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02 December 2012

I cannot dance upon my Toes

I cannot dance upon my Toes—
No Man instructed me—


But oftentimes, among my mind,

A Glee possesseth me,

That had I Ballet knowledge—


Would put itself abroad

In Pirouette to blanch a Troupe—

Or lay a Prima, mad,

And though I had no Gown of Gauze—


No Ringlet, to my Hair,

Nor hopped to Audiences—like Birds,

One Claw upon the Air,

Nor tossed my shape in Eider Balls,


Nor rolled on wheels of snow

Till I was out of sight, in sound,

The House encore me so—

Nor any know I know the Art


I mention—easy—Here—

Nor any Placard boast me—

It's full as Opera—
                                                            F381 (1862)  326 

Dickinson is having some fantasy fun here. Probably most of us have imagined what it would be like if we were a great singer or rock star or other performer, and that is what Dickinson is doing. In a particularly gleeful mood she imagines that despite her lack of training she might, with just some basic “Ballet knowledge,” amaze the crowds and drive a prima ballerina “mad” with envy.
Ballerinas still have the "Claw upon the Air"
          She pokes a little fun at ballet dancers in the process. Her pirouettes would be so fantastic that she would put them to shame despite her lack of the tricks of the trade—and she lists a few. There’s the tutu (“Gown of Gauze”), ringletted hair, dance steps that look (to her) as if birds were hopping toward the audience with one claw stretched up in the air (a very funny visual image—the bird teetering on the remaining claw), the swan-gowns of Swan Lake (Eider Balls), and the big sleds of the Nutcracker (“rolled on wheels of snow”) that would take her off stage in style.
          Her performance would be so dazzling that she would get a huge encore. And, finally, although no one would have heard of this new ballerina before, and no advertising placard promoted her, the ballet house would be as full as the opera house. Yes, I’d say she’s feeling imaginatively frisky.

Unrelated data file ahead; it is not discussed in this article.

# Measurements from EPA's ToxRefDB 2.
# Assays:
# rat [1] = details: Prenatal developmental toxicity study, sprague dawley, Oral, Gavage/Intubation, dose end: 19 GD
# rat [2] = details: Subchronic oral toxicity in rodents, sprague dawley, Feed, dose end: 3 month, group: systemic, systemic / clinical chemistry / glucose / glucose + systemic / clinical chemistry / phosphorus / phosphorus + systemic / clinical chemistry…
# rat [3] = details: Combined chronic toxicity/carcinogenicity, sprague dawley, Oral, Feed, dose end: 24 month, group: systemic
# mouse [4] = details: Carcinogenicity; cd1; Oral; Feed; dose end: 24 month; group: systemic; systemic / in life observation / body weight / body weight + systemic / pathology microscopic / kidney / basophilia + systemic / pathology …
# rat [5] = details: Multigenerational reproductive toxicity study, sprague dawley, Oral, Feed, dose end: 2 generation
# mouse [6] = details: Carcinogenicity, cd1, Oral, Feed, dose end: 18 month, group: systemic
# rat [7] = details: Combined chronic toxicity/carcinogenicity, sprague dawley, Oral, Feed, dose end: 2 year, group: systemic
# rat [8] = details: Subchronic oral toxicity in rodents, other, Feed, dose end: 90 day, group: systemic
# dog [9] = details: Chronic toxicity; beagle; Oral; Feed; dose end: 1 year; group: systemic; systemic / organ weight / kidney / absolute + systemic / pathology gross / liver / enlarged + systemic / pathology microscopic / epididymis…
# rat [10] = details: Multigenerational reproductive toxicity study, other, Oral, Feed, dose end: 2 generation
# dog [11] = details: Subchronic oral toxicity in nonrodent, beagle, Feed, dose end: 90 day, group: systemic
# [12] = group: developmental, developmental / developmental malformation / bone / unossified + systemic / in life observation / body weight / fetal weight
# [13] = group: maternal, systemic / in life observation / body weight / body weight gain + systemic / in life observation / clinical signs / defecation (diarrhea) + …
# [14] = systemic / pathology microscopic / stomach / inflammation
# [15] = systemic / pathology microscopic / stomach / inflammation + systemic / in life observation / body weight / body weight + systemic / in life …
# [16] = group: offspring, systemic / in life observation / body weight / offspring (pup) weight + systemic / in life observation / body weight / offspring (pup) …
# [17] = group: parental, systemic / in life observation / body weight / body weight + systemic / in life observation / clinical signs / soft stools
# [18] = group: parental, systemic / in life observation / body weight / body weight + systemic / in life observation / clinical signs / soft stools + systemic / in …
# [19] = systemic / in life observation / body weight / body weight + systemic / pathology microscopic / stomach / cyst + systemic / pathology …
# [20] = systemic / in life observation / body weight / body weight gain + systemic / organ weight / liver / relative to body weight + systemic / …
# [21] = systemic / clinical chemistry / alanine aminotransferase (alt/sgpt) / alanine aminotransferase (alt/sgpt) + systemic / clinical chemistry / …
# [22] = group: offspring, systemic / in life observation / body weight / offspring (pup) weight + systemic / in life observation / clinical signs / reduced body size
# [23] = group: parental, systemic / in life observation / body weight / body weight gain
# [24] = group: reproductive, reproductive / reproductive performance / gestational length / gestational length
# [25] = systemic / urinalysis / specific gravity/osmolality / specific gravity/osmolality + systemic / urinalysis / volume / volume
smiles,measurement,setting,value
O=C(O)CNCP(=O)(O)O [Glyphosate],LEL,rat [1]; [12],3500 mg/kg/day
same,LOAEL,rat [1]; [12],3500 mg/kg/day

But Dickinson might be using this ballet theme euphemistically. She may very well be talking about her abilities as a poet. After all, this poem was sent to her poetry mentor, Thomas Higginson, who had commented that her poetry needed better organization and a little better use of standard meter and syntax. This poem is her lighthearted, virtuosic, response. “No one taught me,” she may be saying, “and if they had, I could please the crowd just as well—better!—than the current crop of poets. What is unspoken but implied throughout the poem—by fact of the poem’s quality and clever originality—is that Dickinson wouldn’t want to be a conventional poet hopping about on the stage for an audience and being promoted on placards. No, she may not be able to “Dance upon [her] toes,” but she would indeed take the world by storm with her own original poetic pirouettes.

            

3 comments:

  1. What a confident woman!

    I believe she is always saying that her mind is full as opera.

    Her mind IS the ballet she describes in the physical, that her poetry would make other Prima poets mad-- if only she would let on. She does her own command performance and no one, beside Higgins knows "I know the art."

    You tell him, ED!

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    Replies
    1. Poor Higginson really never knew what he had ahold of until at least a couple of decades after the first poems ED sent him. but at least he was a listening ear. And a good man.

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  2. Hello!
    I was wondering what you make of the fact that Swan Lake and The Nutcracker were composed, the first after the date this poem was written, the second after Dickinson's death?

    ReplyDelete